After I ran the tool against the public and admin URLs, I rechecked my endpoints, and now they pointed to foo.com, which was conveniently NATd for me.


| id | region | publicurl | internalurl | adminurl |service_id|
| 28c...| RegionOne | http://foo.com:8080| http://foo.com:8080| http://foo.com:8080 | 9f13... |

Better yet, all the nova and keystone commands I wanted to run worked and Jenkins was able to talk to the controller!

If you’d like to improve the tool, please do a pull request.

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OpenStack: How to Grant or Deny Permissions to Features

I’m now working on OpenStack (still on Ubuntu too in my free time) and part of that switch is lots of learning. Today I tried to answer a basic question, “How do I prevent a user from being able to create a router?” After some mostly fruitless searching and asking I stumbled upon a policy.json file in the neutron config, this looked promising. So from that start to a functional solution, follow along below.

First, Ask the Right Question

As I found out later, the right way to ask this is “how do I deny everyone the right to create a router and allow some people”. This is using the role based security model that OpenStack uses. Previously I’d only used the standard admin and _member_ roles. Now I had a use for a new role.

Create and Assign the Role

Now I needed to create a role. I did this in Horizon, by clicking on Admin->Roles. I called my new role “can_create_router”, which is probably too specific for the real world but works fine here. After creating the role, I needed to grant the role to a user. For my example, I have two users, mfisch, who cannot create routers and router_man, who can. Since I could not find how to grant a role in Horizon (Havana), I used the CLI.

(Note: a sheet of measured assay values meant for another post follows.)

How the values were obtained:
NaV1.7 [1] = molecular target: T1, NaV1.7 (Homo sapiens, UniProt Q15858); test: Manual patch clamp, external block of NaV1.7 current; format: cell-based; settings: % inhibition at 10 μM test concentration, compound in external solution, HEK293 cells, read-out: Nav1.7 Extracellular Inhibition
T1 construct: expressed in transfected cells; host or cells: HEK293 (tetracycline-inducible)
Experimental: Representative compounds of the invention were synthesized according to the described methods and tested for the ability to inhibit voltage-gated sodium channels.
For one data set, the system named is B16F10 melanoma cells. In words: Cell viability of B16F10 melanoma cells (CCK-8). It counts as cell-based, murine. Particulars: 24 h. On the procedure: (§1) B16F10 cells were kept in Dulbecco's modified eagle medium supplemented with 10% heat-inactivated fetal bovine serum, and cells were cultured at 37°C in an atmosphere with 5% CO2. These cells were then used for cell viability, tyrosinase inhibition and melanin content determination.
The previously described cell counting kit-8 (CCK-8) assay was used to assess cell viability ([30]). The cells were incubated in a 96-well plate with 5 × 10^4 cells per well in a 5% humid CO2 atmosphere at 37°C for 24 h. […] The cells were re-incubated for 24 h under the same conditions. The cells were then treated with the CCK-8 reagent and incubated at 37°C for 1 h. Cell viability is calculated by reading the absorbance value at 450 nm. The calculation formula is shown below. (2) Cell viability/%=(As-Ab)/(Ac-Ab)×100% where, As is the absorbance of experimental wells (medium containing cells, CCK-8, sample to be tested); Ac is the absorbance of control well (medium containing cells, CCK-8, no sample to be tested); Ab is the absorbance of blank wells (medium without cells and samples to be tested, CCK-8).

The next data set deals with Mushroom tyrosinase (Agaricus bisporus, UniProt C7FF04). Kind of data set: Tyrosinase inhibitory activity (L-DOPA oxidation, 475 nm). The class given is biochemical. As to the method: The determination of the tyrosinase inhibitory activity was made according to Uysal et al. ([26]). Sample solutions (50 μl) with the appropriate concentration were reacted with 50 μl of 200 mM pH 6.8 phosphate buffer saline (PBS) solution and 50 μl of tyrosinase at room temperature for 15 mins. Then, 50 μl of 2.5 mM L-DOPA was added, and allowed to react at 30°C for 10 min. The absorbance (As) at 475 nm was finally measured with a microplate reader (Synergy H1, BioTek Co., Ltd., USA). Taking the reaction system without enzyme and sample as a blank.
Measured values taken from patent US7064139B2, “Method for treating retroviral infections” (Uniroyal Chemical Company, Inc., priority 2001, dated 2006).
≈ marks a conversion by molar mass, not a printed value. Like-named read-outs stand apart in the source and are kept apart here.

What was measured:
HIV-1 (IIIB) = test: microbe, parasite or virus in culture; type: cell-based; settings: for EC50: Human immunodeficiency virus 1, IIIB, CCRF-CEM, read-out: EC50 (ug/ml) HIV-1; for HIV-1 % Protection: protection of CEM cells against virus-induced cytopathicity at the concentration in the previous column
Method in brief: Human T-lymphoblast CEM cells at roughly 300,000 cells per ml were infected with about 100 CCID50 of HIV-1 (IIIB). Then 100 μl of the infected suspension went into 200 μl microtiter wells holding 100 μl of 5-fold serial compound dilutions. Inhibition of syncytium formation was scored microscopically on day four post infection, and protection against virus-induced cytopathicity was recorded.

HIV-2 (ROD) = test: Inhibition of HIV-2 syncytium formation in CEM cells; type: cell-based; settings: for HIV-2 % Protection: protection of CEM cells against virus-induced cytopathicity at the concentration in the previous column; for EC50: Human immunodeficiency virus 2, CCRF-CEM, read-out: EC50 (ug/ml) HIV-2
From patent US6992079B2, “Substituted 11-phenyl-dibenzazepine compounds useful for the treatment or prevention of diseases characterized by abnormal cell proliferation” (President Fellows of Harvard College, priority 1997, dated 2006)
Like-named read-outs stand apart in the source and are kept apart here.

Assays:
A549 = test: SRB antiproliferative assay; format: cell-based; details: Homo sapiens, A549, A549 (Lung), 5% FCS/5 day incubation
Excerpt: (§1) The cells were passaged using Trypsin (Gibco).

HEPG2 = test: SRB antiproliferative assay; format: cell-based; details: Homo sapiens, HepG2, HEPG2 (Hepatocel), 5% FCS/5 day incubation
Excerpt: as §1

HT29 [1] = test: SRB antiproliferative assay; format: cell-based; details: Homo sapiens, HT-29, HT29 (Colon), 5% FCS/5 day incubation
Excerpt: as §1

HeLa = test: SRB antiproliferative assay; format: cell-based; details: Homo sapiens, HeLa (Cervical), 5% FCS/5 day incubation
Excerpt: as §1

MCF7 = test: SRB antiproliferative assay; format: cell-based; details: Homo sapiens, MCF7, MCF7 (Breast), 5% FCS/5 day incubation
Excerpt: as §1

Find tenant ID

[root@co-control-01 ~(keystone_admin)]# keystone tenant-list
+----------------------------------+------------+---------+
| id | name | enabled |
+----------------------------------+------------+---------+
| 0a7685cce7c341fd94a83b5dc5f4b18f | admin | True |
| 0b85137ded2b45418ebfc3278675679e | proj | True |
| 03fae7b406814ea48a4c10255dd855cf | services | True |
+----------------------------------+------------+---------+

Find the user-id for router_man

[root@co-control-01 ~(keystone_admin)]# keystone user-list --tenant-id 0b85137ded2b45418ebfc3278675679e
+----------------------------------+------------+---------+----------------------------+
| id | name | enabled | email |
+----------------------------------+------------+---------+----------------------------+
| 01faa8477702463fa12ea5d6b6950416 | mfisch | True | |
| 0586608123e343f2a0be8237029bdc2d | router_man | True | |
+----------------------------------+------------+---------+----------------------------+

Find the ID for the “can_create_routers” role

[root@co-control-01 ~(keystone_admin)]# keystone role-list
+----------------------------------+--------------------+
| id | name |
+----------------------------------+--------------------+
| 0fe2ff9ee4384b1894a90878d3e92bab | _member_ |
| 0c580f80022a4705b49b920772936178 | admin |
| 03e83b65036a4e0cbd7cff5bff858c76 | can_create_routers |
+----------------------------------+--------------------+

Finally, grant the “can_create_routers” role to router_man